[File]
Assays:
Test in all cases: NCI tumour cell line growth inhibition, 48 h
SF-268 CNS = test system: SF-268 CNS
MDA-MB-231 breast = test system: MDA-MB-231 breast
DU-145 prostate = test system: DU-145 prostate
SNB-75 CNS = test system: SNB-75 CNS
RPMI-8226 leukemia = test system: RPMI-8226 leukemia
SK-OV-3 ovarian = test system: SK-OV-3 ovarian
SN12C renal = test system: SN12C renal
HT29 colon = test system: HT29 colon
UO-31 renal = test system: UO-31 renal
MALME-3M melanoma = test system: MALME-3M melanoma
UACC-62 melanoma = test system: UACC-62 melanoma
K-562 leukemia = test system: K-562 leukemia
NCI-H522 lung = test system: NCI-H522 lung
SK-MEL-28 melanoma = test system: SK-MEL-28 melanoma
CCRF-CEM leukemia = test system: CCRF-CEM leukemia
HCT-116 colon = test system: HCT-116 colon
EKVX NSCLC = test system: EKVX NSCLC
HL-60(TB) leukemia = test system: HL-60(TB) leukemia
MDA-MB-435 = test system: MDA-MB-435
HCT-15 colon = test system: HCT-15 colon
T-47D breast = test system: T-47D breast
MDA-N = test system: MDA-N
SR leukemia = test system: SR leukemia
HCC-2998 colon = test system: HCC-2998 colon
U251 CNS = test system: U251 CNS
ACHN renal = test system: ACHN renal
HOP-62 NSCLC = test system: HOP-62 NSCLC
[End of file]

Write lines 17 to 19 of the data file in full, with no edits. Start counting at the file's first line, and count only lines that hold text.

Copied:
CCRF-CEM leukemia = test system: CCRF-CEM leukemia
HCT-116 colon = test system: HCT-116 colon
EKVX NSCLC = test system: EKVX NSCLC